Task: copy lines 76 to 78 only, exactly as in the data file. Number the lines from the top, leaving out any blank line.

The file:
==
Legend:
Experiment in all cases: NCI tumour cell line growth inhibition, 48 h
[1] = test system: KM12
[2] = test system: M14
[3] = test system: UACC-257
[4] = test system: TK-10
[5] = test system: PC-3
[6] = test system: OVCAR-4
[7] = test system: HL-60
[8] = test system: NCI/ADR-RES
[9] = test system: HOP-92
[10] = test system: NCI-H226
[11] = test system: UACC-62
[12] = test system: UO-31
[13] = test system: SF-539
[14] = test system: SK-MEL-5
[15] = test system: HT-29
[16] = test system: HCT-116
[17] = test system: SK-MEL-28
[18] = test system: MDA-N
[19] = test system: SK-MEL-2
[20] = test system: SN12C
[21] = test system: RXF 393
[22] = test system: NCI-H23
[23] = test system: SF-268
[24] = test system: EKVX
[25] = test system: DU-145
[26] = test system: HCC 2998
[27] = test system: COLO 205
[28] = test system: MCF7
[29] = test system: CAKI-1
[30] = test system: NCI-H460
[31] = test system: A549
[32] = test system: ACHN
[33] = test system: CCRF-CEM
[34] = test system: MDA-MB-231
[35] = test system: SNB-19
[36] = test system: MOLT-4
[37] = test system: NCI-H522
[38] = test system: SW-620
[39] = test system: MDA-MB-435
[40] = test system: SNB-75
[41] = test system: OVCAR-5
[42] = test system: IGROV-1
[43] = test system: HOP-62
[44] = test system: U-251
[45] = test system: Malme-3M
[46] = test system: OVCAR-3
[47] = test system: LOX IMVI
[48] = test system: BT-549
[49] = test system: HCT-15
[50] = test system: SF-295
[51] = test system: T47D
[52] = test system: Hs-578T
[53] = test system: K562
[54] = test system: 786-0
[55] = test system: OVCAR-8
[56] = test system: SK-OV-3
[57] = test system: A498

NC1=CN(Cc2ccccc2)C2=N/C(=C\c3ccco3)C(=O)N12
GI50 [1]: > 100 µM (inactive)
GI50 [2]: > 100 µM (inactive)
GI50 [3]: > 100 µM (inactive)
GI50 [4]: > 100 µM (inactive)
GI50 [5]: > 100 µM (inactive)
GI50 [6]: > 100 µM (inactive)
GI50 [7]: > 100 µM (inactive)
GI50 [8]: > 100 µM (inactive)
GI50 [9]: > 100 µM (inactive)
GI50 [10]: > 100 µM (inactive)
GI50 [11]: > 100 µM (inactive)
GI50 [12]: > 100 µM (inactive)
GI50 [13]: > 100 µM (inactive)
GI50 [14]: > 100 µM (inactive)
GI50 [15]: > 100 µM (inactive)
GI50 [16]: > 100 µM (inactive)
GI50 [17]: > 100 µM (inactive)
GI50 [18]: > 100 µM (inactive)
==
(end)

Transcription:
GI50 [16]: > 100 µM (inactive)
GI50 [17]: > 100 µM (inactive)
GI50 [18]: > 100 µM (inactive)